|Summer, 2012-13||First, Fourth, Fifth, and Ninth Grade|
|Summer, 2013-14||Second, Third, Sixth, Seventh, and Tenth Grade|
|Summer, 2014-15||Eighth, Eleventh, Twelfth Grade|
July 1, 2012
No. The Next Generation Standards are a clear set of shared goals and expectations for what knowledge and skills will help our students succeed. Local teachers, principals, superintendents and others will decide how the standards are to be met. Teachers will continue to devise lesson plans and tailor instruction to the individual needs of the students in their classrooms. Local teachers, principals, superintendents, and school boards will continue to make decisions about curriculum and how their school systems are operated.
Yes. Teachers have been a critical voice in the development of the standards.
Not at all. The common core standards have been built from the best and highest state standards in the country. They are evidence-based, aligned with college and work expectations, include rigorous content and skills, and are informed by other top performing countries. They were developed in consultation with teachers and parents from across the country so they are also realistic and practical for the classroom. Far from looking for the "lowest common denominator," these standards are designed to ensure that all students, regardless of where they live, are learning what they need to know to graduate from high school ready for college or a career.
No. For states that choose to adopt these common standards, having one set of standards will make it easier for states to pool information and resources to develop a shared set of high-quality tests to better evaluate student progress. The goal is not to have more tests, but to have smarter and better tests that help students, parents, and teachers.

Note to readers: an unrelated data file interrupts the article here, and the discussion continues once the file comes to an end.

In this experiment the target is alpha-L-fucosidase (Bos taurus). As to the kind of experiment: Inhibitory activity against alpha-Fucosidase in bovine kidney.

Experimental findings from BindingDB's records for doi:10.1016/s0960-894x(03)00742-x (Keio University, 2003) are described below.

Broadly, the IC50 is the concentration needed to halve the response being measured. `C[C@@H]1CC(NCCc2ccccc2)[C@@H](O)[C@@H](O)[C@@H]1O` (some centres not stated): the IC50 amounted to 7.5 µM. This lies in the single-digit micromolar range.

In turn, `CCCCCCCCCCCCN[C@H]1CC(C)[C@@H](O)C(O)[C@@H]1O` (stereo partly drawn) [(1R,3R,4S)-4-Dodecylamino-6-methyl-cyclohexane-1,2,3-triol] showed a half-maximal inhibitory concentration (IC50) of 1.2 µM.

The Next Generation Standards are currently available for K-12 English language arts and mathematics. Educator groups representing the science, social studies and arts are in the process of authoring Common State Standards for those content areas. West Virginia educators are engaged in this work.
West Virginia is a governing state within SMARTER Balanced, a multi-state assessment consortium, awarded a USED grant to design a next generation assessment aligned with the Common Core State Standards for English language arts and mathematics. The first administration of this assessment will occur in the spring of the 2014-2015 school year.
In September 2011 the WVDE convened a group of teachers representing English language arts and mathematics, grades K-12. These teachers conducted an alignment study of the Next Generation Standards and the currently adopted instructional materials in both content areas. Where they identify gaps in the instructional materials, the WVDE will contract with classroom teachers across the state to create instructional materials on those topics, concepts and skills. These instructional resources will be posted to the Teach21 site for easy access by all teachers.
The federal government has had no role in the development of the common core state standards and will not have a role in their implementation.